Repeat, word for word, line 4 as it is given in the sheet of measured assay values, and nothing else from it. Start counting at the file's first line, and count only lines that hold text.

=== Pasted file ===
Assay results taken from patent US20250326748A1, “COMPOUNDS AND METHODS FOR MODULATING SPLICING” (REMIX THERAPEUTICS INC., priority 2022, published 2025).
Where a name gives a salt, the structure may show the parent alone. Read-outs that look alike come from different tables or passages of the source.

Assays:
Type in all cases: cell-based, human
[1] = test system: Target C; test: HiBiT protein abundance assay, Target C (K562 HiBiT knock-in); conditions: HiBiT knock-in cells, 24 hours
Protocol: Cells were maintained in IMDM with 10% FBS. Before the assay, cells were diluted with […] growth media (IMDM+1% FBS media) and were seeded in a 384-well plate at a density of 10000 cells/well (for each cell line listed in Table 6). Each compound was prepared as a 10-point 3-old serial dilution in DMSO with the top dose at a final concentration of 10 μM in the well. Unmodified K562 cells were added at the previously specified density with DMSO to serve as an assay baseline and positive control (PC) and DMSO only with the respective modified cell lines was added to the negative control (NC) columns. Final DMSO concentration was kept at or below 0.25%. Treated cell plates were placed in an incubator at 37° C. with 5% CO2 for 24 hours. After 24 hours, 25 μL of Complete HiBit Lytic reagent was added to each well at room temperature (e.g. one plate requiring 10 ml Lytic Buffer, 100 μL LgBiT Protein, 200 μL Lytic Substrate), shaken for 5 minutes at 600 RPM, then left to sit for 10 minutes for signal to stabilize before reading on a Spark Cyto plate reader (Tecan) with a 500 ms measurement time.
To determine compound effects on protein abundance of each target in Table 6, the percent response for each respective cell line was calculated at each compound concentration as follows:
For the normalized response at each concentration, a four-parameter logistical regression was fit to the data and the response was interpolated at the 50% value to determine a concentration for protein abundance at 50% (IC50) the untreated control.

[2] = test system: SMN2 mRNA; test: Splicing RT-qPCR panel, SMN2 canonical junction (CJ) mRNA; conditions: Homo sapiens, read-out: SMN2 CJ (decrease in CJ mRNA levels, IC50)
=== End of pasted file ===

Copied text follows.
Type in all cases: cell-based, human